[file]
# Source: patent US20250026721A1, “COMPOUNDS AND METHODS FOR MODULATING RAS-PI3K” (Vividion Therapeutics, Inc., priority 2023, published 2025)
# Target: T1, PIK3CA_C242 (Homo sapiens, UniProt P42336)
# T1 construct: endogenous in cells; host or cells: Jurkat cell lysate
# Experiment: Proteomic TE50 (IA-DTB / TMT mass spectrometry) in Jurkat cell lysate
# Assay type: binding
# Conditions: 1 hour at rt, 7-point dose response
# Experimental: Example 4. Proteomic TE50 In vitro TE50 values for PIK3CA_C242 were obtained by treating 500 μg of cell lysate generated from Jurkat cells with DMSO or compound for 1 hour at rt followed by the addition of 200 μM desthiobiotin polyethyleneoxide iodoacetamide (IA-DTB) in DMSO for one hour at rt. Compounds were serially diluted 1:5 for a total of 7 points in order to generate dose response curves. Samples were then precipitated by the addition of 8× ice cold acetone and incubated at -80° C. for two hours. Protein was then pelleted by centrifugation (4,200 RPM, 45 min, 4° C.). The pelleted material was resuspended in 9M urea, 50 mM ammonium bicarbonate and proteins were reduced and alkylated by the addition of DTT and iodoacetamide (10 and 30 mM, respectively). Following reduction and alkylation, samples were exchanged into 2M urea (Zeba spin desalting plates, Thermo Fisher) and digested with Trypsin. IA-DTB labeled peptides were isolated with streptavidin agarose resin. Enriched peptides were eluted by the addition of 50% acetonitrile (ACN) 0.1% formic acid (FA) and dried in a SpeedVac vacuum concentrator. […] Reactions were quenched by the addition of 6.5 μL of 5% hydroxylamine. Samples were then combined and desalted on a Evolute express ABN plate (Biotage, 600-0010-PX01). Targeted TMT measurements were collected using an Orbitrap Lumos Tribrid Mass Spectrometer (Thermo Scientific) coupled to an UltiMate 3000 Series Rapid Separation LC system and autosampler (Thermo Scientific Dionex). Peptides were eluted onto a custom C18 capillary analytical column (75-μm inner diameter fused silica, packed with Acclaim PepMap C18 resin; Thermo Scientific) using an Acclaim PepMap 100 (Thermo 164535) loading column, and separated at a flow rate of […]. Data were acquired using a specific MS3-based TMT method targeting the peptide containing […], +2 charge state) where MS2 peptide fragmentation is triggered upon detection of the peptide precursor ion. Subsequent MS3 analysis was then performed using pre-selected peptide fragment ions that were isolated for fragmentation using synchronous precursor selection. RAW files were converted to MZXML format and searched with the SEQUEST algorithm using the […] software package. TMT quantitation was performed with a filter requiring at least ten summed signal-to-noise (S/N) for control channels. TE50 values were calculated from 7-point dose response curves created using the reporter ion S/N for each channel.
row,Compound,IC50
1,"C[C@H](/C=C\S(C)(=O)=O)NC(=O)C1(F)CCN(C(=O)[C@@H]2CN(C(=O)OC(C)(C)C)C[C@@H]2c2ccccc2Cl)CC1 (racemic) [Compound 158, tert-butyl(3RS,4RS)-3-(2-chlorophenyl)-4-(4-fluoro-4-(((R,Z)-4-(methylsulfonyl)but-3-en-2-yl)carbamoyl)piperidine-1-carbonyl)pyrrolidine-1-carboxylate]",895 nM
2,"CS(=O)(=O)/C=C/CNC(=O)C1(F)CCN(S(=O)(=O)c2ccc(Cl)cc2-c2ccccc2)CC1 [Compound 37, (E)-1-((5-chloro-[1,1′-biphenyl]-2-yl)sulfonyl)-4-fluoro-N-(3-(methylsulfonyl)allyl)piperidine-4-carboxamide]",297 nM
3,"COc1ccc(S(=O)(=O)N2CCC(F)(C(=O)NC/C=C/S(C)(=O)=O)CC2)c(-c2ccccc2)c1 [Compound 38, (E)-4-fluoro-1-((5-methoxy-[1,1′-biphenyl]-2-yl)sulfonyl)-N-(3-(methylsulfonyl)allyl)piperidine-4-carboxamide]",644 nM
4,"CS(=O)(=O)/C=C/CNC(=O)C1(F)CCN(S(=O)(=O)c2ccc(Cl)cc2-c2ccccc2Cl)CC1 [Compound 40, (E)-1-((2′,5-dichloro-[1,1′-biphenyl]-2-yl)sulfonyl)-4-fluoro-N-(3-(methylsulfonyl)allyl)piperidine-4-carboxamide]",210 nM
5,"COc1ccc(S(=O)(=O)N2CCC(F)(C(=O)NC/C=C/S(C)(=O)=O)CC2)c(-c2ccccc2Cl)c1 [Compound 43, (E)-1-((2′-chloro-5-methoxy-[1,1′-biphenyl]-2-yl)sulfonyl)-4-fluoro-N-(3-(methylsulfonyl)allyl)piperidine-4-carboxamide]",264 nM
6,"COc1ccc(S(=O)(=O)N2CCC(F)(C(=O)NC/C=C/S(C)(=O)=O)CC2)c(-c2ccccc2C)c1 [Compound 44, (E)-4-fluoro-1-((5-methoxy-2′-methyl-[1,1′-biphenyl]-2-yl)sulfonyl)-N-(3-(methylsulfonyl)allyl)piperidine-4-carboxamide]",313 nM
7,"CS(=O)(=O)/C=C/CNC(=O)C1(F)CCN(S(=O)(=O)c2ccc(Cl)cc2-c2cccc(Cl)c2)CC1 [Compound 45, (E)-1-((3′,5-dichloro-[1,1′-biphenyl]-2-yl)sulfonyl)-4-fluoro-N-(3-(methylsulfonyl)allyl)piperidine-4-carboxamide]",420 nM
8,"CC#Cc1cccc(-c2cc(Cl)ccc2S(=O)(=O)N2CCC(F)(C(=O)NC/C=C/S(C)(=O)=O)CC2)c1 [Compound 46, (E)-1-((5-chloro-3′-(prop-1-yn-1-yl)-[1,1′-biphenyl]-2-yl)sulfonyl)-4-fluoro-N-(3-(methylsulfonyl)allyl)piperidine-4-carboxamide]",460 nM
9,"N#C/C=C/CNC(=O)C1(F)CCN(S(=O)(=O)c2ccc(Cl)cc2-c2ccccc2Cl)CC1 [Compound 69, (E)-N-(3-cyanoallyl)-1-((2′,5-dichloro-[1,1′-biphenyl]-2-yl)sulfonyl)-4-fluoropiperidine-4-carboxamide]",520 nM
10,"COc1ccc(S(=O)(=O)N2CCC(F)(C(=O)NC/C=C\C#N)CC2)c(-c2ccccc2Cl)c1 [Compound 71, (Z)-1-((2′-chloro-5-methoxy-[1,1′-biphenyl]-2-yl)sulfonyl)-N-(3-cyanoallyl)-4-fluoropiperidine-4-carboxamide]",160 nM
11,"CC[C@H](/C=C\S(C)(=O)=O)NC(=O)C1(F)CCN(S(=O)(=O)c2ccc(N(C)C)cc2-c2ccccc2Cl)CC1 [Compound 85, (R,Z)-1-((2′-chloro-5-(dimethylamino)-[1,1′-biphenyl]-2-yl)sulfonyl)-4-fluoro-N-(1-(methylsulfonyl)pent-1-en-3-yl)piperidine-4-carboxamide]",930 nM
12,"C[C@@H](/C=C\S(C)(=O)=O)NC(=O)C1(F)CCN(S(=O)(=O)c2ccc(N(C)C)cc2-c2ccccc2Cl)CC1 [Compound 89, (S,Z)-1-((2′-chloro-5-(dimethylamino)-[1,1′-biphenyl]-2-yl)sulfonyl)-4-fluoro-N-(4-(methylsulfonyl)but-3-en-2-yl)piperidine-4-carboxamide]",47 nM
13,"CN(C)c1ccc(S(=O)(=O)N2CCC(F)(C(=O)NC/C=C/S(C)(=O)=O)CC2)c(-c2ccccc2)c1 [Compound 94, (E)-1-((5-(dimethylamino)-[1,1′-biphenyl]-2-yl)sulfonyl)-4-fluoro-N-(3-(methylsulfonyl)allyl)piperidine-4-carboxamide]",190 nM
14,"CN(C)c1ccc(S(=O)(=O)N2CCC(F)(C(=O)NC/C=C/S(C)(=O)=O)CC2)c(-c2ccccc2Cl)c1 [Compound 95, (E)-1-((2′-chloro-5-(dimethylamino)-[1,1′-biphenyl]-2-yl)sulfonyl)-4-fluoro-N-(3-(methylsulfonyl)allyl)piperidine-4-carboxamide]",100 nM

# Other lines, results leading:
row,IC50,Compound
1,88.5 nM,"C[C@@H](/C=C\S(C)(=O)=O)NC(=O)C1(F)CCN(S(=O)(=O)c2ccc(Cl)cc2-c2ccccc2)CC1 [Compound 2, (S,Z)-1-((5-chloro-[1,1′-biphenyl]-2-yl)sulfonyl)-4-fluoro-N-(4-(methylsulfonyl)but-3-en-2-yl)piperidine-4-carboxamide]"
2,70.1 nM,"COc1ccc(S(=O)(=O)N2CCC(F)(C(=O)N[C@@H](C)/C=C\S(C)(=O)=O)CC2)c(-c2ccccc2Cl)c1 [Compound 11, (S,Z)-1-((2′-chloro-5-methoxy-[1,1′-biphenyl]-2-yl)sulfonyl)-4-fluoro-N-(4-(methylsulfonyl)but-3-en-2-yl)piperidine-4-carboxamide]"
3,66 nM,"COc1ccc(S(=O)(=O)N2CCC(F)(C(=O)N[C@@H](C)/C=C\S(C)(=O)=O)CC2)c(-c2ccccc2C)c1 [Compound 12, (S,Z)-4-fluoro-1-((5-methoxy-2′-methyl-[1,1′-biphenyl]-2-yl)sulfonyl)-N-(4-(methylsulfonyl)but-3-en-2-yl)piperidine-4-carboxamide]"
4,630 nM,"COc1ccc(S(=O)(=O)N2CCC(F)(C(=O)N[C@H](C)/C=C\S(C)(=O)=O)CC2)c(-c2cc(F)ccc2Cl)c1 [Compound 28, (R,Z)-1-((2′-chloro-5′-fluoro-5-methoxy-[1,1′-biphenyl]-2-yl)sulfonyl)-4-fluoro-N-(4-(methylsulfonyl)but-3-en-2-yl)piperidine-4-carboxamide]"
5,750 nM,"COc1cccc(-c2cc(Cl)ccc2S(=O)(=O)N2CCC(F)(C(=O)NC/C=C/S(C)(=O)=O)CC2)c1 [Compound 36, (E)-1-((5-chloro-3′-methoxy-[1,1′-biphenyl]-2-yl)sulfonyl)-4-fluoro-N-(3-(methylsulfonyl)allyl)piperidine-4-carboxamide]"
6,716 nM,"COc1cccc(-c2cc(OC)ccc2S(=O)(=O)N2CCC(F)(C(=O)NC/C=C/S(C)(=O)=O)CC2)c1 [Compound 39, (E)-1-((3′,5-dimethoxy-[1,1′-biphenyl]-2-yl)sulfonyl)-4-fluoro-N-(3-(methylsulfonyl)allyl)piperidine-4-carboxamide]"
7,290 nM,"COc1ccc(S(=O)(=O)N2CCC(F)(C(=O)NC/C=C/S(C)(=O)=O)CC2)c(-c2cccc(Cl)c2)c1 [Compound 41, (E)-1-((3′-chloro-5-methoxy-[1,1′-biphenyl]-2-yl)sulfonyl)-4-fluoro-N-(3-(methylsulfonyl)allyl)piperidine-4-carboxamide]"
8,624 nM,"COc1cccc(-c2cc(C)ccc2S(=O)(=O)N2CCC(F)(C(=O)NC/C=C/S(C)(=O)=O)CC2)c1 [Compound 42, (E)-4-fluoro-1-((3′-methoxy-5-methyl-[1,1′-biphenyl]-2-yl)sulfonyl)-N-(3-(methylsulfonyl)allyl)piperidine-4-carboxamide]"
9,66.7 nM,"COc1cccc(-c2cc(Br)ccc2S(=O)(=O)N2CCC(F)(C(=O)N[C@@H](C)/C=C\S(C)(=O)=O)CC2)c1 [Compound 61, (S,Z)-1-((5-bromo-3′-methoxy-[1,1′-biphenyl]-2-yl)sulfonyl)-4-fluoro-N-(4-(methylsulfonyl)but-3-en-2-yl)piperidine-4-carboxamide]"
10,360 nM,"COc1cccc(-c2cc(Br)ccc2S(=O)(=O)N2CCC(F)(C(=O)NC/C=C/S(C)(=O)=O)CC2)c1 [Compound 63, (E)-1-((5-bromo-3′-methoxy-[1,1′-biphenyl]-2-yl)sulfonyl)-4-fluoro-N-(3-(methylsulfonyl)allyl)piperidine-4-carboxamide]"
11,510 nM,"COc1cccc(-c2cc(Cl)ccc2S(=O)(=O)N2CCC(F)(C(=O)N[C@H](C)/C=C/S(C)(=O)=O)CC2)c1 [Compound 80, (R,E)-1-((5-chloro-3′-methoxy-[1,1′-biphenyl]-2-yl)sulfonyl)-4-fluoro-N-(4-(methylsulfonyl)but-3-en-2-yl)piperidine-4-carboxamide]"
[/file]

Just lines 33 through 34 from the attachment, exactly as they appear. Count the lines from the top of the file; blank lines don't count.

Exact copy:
9,66.7 nM,"COc1cccc(-c2cc(Br)ccc2S(=O)(=O)N2CCC(F)(C(=O)N[C@@H](C)/C=C\S(C)(=O)=O)CC2)c1 [Compound 61, (S,Z)-1-((5-bromo-3′-methoxy-[1,1′-biphenyl]-2-yl)sulfonyl)-4-fluoro-N-(4-(methylsulfonyl)but-3-en-2-yl)piperidine-4-carboxamide]"
10,360 nM,"COc1cccc(-c2cc(Br)ccc2S(=O)(=O)N2CCC(F)(C(=O)NC/C=C/S(C)(=O)=O)CC2)c1 [Compound 63, (E)-1-((5-bromo-3′-methoxy-[1,1′-biphenyl]-2-yl)sulfonyl)-4-fluoro-N-(3-(methylsulfonyl)allyl)piperidine-4-carboxamide]"